Archbishop Mésidor: Gang violence in Haiti must be stopped now
By Lisa Zengarini
The U.N. Security Council has unanimously approved a resolution extending the mandate of the U.N. mission in crisis-torn Haiti (BINUH) until July 15, 2023, and calling on all countries to stop the transfer of small arms to any party on the island supporting gang violence and criminal activity.
The resolution drafted by the United States and Mexico passed by 15 votes to zero on Friday against a rival text proposed by China that would have authorized a U.N. arms embargo on the island nation.
It comes as gang-related violence continues unabated in the country amid a crippling economic crisis and socio-political turmoil, causing many Haitians to flee to the Dominican Republic or to the United States. Haiti, one of the poorest nations in the world, has been contending with a down falling economy, political instability and a rising spate of insecurity for years. The situation has further deteriorated after the assassination of President Jovenel Moise, on July 7, 2021, and the 7.2 magnitude earthquake that followed in August killing over 2,000 people and plunging Haitians into further poverty.
Gang violence increasing
Since then gang-related killings, kidnappings and turf wars have increased even more also targeting the Catholic Church, an institution that has long been a pillar of Haitian society, with several religious kidnapped for ransom. In the latest incident, an Italian nun, Sister Luisa Dell’Orto, who dedicated her life to caring for poor children in Haiti, was killed on June 25 in Port-au-Prince, during an armed robbery.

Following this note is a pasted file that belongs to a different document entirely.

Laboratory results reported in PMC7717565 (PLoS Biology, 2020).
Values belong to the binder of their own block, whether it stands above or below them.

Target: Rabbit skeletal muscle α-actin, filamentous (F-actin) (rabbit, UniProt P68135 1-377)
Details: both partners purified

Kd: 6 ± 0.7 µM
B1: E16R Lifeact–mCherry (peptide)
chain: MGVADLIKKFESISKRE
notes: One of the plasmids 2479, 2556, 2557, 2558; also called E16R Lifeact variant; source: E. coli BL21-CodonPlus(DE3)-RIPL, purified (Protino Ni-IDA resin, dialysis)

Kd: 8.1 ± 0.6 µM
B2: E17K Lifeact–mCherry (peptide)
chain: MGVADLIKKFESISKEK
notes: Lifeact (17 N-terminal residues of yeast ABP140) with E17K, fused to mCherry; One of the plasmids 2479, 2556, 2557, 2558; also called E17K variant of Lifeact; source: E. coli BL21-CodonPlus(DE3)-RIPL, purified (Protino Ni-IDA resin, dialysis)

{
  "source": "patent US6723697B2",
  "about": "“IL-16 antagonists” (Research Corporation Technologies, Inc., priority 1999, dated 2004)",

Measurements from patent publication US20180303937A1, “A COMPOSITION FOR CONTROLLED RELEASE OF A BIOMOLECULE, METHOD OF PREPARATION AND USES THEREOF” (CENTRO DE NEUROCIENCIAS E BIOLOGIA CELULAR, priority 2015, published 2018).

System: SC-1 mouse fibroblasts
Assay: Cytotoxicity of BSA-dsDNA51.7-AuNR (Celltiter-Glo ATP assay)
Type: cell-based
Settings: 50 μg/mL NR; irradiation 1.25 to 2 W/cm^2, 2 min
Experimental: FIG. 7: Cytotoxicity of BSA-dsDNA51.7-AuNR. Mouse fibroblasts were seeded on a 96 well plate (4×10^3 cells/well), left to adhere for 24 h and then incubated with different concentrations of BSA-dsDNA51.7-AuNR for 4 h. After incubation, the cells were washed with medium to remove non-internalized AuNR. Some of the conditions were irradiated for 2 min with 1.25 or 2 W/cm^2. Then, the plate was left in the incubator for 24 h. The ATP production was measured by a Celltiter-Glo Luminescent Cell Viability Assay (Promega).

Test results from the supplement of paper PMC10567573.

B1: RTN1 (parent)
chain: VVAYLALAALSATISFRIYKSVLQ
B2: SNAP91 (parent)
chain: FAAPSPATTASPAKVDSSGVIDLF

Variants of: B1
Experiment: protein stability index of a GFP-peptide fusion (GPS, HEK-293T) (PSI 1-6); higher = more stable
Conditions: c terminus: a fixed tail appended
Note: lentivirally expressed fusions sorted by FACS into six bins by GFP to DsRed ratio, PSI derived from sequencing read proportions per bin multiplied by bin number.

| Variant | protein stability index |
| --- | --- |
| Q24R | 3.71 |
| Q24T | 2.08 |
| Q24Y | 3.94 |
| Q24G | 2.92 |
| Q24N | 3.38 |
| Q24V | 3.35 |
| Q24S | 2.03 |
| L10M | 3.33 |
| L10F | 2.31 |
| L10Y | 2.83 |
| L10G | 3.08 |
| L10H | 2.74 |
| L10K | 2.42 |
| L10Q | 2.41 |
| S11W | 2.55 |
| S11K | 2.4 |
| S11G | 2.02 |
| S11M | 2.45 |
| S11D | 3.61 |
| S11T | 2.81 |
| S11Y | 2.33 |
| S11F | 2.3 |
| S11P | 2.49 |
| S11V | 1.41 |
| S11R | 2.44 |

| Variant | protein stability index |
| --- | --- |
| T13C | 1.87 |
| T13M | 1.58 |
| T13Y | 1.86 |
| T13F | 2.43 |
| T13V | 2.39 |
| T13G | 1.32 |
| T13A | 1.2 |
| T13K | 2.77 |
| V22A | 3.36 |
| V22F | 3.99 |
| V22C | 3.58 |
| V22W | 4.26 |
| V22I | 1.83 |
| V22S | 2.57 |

A daily curse for Haitians
This week, officials in Haiti's capital reported that at least 89 people had died as a result of days of fighting between rival gangs in the violent Cite Soleil neighbourhood. Condemning this latest spate of violence, the head of the Archdiocese of Port-au-Prince, Archbishop Max Leroy Mésidor, once again appealed to police and state authorities, but also to the international community, for bold and immediate action to stop the gang violence.
In a country already marked by so much misery and suffering, “violence and insecurity have become a daily curse for people”, he said.
He decried the complete absence of State institutions allowing gangs to operate unhindered, but also the lack of support from other countries.
Urgent need to disarm gangs
Archbishop Mésidor insisted on the urgent need to disarm gangs: “People have the right to expect immediate action from the police to disarm illegal gangs”, he said.
The UN resolution
The UN resolution adopted on Friday urges the Haitian government to strengthen the rule of law, tackle social and economic problems, initiate violence reduction programs, singling out the need to target sexual violence and manage weapons and ammunition. It also calls for the illicit trafficking and diversion of arms and illicit financial flows to be urgently addressed.